What Is an Editing Checklist?

What Is an Editing Checklist?

The post-writing phase can be as intimidating as when you start writing your story. Part of that has to do with the pressure to make sure your work is perfect. That’s why writers employ the help of editors.

It’s also the reason why they try their hand at self-editing with tools like ProWritingAid and Grammarly. However you choose to go about the editing process, you will need an editing checklist to ensure things go smoothly. So, what’s there to know about this type of checklist?

The Editing Checklist

Through a good editing checklist, you can edit content for blogs and other pieces efficiently. It also helps you produce work that resonates with your audience and helps them gain value from it.

1. Words You Rely on Too Often

It’s common to see those less experienced in the writing craft depend too much on specific words and turns of phrase. In most instances, these writers aren’t even relying on these elements on purpose, so they fall into the same trap again and again.

To make the editing phase less of a burden on your editor, you want to identify these go-to words and avoid them as much as possible. This gives your writing more color and variety. It also widens your vocabulary, which will only benefit your future creative endeavors even more.

One effective way to pinpoint crutch words is to reread your old stuff. Do you find similarities in how you start or end these pieces? Do you structure sentences in a similar fashion? If your answer is yes to both these questions, you clearly have crutches you need to eliminate.

2. Business Entities Should Be Singular

These days, people communicate predominantly through virtual writing. This has resulted in the said writing style becoming more conversational, which has both its upsides and downsides.

One benefit is that content becomes relatable to a wider range of audiences. However, it is also influenced easily by people’s flawed speech, particularly concerning the addressing of companies.

It’s important to keep in mind, particularly for business writers, that businesses are not people. A business is considered a single entity separate from its owners and should, therefore, be addressed as “it.”

Where conversational writing is concerned, some authors tend to refer to these organizations as “they,” but such is incorrect. Remember that a conversational tone is never an excuse for inaccuracies.

3. Never Forget Hyphenation

So many inexperienced writers misuse (or fail to use) hyphens. Understandably, the use of these elements is often complicated and circumstantial. Still, the fundamentals should be easy enough to figure out before you begin writing your first draft.

Hyphenation mistakes usually revolve around the use of adjectives. Basically, the rule states that if there are two words describing a subject, these words should be hyphenated. The lack of a hyphen in these instances could so easily change the meaning of a phrase, which might mislead the readers.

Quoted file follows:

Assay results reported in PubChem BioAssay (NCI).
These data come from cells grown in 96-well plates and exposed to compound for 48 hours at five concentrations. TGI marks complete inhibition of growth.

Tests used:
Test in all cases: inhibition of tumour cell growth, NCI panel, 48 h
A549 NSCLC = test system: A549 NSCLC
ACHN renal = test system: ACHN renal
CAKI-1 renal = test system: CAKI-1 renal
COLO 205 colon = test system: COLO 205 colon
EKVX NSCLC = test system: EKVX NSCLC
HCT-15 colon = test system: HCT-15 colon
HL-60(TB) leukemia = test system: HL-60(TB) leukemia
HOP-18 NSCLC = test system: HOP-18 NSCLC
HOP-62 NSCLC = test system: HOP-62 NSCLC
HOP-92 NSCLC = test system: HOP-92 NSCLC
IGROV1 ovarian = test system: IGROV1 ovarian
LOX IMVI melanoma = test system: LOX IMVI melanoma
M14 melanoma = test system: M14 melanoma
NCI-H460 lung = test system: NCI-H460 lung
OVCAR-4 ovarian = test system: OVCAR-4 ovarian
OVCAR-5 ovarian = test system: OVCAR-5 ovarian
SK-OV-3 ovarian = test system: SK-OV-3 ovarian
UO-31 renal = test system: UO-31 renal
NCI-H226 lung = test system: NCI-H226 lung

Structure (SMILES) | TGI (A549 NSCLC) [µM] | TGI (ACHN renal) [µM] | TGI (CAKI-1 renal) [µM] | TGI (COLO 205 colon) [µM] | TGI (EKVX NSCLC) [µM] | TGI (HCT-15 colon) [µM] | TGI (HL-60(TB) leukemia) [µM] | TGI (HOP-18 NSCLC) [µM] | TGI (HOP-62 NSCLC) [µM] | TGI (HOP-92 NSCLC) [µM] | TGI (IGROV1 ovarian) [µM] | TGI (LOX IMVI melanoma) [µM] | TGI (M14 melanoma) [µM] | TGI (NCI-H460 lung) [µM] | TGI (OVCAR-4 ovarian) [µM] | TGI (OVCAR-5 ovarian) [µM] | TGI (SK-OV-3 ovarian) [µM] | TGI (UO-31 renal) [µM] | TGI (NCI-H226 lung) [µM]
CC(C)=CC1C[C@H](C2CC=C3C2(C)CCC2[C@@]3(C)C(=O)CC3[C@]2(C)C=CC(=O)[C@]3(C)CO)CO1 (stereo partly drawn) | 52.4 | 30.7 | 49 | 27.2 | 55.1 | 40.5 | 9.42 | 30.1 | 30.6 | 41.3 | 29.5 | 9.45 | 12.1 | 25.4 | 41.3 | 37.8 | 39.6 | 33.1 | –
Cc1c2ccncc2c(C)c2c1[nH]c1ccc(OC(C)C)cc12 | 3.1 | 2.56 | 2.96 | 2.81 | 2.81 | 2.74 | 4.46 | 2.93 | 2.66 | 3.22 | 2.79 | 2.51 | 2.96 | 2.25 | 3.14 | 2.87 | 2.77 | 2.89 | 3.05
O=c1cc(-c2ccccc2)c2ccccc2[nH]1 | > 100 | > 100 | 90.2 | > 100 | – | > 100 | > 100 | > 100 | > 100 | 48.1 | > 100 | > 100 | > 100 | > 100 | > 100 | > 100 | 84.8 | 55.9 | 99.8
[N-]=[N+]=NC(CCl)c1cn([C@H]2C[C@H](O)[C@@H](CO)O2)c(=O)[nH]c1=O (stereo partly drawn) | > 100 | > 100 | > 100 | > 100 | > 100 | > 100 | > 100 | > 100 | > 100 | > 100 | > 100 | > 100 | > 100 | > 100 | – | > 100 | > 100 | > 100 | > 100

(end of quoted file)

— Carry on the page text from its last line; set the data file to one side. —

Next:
However, an exception to the rule would be when adjectives ending in -ly are used. In these cases, hyphens aren’t required since the meaning of the words couldn’t possibly be misunderstood.

4. Serial Commas Are Important

There’s a reason why the AP Style is favored by most writers and editors. Generally, its format for dates, numerical figures, and other pertinent details is just more reliable.

One area it’s not as solid in is providing guidance in the use of serial commas. The guide tells writers to forego these commas, which could keep some readers guessing what you’re trying to say. Always make it a point to use these commas unless there’s a good reason not to, such as in virtual writing scenarios where spacing is limited.

5. “Which” and “That” Are Not Interchangeable

Many writers often think of “that” and “which” as synonymous and, as such, don’t think twice about interchanging them. Unfortunately, that should not be the case.

The reason for this lies in the almost exclusive use of “that” in restrictive clauses, which means it cannot be removed. Conversely, “which” is typically an element of nonrestrictive clauses, meaning its absence doesn’t shift the point of a sentence.

6. Don’t Overdo Repetition

One of the most commonly overlooked mistakes in writing is excessive repetition. You can overdo them in your attempt to put emphasis on important points or bring tempo to your piece. You may also observe these patterns in the way you structure sentences or paragraphs.

Check for redundancy in both the beginning and end of your paragraphs. They aren’t mistakes, essentially, but their unrestricted use can reduce your work’s readability.

Be Your Own Editor

While an editor provides an invaluable contribution to creating foolproof content, there’s no reason the first few editing passes can’t be done by you. By self-editing using the above-mentioned checklist, not only can you make your editor’s job easier, but you can also become a learned writer who doesn’t fall into the typical writing traps.

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